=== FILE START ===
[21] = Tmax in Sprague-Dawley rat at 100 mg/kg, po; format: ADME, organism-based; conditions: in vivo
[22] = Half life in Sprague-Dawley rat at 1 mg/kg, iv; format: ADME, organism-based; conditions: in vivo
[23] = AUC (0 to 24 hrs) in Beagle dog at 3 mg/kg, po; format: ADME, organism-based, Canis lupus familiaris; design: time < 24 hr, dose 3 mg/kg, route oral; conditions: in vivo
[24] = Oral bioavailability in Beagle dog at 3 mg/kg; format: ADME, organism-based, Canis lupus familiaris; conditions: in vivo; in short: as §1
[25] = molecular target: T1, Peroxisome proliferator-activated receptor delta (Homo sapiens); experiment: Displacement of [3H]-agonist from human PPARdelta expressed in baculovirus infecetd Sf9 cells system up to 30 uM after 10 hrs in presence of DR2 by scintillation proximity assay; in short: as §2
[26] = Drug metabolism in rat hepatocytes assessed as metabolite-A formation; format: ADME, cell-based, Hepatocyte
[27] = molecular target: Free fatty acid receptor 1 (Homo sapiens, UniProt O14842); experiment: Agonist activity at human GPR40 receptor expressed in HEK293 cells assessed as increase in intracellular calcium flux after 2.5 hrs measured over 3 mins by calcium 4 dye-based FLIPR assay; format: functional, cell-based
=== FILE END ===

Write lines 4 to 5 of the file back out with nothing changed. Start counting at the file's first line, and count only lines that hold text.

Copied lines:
[24] = Oral bioavailability in Beagle dog at 3 mg/kg; format: ADME, organism-based, Canis lupus familiaris; conditions: in vivo; in short: as §1
[25] = molecular target: T1, Peroxisome proliferator-activated receptor delta (Homo sapiens); experiment: Displacement of [3H]-agonist from human PPARdelta expressed in baculovirus infecetd Sf9 cells system up to 30 uM after 10 hrs in presence of DR2 by scintillation proximity assay; in short: as §2